And that leaves the camera, and while the increase from 13 megapixels to 16 seems pretty marginal, it’s the interface and the underlying technology where Samsung appears to really have spent some time.
For starters, the sensor size has increased and works across the widescreen size for the full 16 megapixels, which is new to us. Furthermore, the bigger sensor is a move that puts Samsung in-line with much of what the industry is doing, and Samsung has improved the technology considerably, adding its own ISOCELL concept inside.
More than just a neat name listed in caps, the technology relies on tiny barriers on the edge of each pixel that makes up the sensor, which Samsung says aids in the collection of electrons.
While that might sound like a heap of mumbo jumbo, the concept is basically like making each pixel more important and better suited for capturing light, increasing the amount of range that is possible and producing better quality images across the board.
In practice, the images in both daylight and at night appear to be better controlled, with more light seen in those shot at darker times. Detail isn’t as strong when there’s less light, and the 16 megapixel images can appear a little soft, but the lighting does feel better, even if the shots do need to go through a bit of sharpening after the fact.
Helping this is the camera interface, which seems to have been made simpler over the past year.
Rather than let you select from a variety of settings, the auto mode will take care of most things for you, with your favourite controls available to you in a user configurable side bar. And when we say “configurable,” we mean it, as you just drag out your favourite most used three settings into the bar and these will be here ready for you to use.
Some of the more playful settings from last year are still here, such as best shot — which fires lots of smaller images and lets you choose from the best one — and the object removal mode, though these are all sitting under “Shot & more,” which is a little odd, and kind of unhelpful given that you’ll probably only realise you wanted to use these features after you shot the photo to begin with.
Also not helping is the fact that you can’t seem to default which mode you automatically load the camera into, with “auto” seeming to be the only thing that will load every single time.
In the video camera department, give a big cheer because just like the Galaxy Note 3, Samsung has provided 4K camera support, making it possible to shoot videos for that 4K TV you were considering buying. They’re not going to be the most amazing quality, that said, but given how few 4K video cameras there are in general, we’re sure having one in your pocket is most appreciated.
Over on the front, you’ll find a 2 megapixel camera, which is just enough for the selfie that so many people love to take, and even a dash of video conferencing here and there. People still do that, right?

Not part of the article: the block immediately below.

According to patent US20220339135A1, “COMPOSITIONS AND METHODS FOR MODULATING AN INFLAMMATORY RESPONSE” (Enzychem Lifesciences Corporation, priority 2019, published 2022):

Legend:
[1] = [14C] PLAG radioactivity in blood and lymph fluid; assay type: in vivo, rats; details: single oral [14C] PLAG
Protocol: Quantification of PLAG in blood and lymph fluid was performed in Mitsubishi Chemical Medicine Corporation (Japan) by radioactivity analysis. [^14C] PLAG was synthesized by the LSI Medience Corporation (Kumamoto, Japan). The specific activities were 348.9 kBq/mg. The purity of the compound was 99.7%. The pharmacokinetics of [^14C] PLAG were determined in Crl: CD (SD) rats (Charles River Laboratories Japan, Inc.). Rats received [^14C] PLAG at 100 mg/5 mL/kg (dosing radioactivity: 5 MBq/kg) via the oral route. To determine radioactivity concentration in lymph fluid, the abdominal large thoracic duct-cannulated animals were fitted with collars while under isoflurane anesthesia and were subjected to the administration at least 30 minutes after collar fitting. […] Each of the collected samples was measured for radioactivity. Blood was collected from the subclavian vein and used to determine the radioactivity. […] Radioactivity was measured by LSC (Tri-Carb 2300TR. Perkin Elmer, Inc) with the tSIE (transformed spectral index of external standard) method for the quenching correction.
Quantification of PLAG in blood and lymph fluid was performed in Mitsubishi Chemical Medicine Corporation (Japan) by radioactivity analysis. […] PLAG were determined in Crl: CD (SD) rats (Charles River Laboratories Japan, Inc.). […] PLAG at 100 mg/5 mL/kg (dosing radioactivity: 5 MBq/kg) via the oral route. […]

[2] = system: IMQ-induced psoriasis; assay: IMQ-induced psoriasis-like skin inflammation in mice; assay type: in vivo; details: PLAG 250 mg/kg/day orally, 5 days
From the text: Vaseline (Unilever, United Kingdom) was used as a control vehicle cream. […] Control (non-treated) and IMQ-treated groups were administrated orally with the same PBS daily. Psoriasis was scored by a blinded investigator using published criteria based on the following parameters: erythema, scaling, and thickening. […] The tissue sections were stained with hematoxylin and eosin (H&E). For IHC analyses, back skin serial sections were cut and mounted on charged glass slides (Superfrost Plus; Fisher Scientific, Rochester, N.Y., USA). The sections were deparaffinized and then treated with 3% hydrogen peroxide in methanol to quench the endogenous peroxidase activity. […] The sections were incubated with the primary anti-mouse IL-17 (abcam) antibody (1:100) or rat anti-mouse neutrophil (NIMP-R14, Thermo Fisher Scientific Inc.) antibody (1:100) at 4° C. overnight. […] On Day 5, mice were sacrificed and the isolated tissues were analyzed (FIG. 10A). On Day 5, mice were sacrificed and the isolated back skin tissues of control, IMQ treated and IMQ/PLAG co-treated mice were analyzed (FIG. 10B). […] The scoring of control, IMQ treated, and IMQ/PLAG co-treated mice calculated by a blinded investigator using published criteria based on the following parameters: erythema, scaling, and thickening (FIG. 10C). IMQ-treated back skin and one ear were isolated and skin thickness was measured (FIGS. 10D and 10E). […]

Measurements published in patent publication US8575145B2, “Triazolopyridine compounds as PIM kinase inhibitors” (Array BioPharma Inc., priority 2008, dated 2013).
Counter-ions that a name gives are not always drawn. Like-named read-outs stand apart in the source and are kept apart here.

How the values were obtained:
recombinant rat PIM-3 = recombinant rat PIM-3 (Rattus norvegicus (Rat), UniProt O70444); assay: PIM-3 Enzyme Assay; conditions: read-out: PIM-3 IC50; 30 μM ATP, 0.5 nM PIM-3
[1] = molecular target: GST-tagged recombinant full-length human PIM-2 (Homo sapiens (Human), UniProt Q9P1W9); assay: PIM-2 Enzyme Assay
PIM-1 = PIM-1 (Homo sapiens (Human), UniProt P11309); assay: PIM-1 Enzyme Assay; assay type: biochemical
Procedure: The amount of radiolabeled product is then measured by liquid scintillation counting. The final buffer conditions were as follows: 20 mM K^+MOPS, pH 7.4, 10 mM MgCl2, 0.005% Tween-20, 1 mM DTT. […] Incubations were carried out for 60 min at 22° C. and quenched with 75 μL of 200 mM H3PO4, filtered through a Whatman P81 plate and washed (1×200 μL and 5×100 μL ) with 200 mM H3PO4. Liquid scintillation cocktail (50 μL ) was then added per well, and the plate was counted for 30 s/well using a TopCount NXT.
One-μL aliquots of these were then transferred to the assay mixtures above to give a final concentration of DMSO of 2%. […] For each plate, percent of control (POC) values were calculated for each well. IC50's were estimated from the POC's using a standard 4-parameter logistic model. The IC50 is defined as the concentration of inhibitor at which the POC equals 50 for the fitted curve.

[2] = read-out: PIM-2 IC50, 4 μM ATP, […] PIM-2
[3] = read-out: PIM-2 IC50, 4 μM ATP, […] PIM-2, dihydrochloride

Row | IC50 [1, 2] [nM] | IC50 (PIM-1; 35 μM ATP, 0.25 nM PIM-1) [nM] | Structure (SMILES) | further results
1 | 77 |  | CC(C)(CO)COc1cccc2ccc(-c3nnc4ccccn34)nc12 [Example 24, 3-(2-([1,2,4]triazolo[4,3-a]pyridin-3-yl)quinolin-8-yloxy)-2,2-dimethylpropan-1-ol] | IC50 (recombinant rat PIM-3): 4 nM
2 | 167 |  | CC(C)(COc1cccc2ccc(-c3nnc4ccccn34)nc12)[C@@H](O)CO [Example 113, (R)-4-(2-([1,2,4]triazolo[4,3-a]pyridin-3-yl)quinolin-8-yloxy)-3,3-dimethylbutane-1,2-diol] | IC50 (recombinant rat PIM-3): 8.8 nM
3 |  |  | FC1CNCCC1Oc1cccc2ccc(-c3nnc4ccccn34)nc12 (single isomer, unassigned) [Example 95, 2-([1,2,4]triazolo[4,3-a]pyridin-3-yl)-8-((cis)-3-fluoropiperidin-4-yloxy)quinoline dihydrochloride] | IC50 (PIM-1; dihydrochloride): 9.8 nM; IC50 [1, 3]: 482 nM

Oh, and there’s a phone.
Yes, smartphones will work like that, and Samsung is no different, making it possible to use the 5.1 inch Galaxy S5 with either one hand or two, and even providing some sound boosts for those who want their speakerphone to be a little louder.
Make no mistake, this is one of the most volume heavy smartphones you’re likely to see, and it’s clear Samsung has been working on that side of the technology in this phone, providing an easily found booster button if the speaker just isn’t loud enough.
The speaker on the back will boom it out, as will the one on the front, and while neither appear quite as good as HTC’s dual front-facing BoomSound speakers, they’re a lot better than previous Samsung smartphone speakers have been.
Keeping it simple… a little too simple.
Not all Android overlays are created equal, and while the Google Nexus devices show Android the way Google intended it, the overlays afford manufacturers the chance to customise Android for their customers, making it at once easier to use and more befitting of a brand.
For instance, Sony’s Xperia overlay is like blending the look of the PlayStation and Bravia Xrossbar with that of Android, while HTC’s evolves Google’s look to be a little clearer and easier to operate for newbies, and LG’s is insanely customisable while still stickng close to what Google envisioned.
And then there’s Samsung’s TouchWiz. Where do we begin with this.
Many have thought for a while that TouchWiz was an Android interpretation of how an iPhone should be done, with an easy to understand menu system, soft icons, and no real reason to touch the settings unless you were a pro.
For many people, that’s perfect, and with an “easy mode” (below) built into this handset, that could be made even better, as you’ll just need to switch it on and start using your phone, adding the apps you want but forgetting about all the extra layers that Android can offer.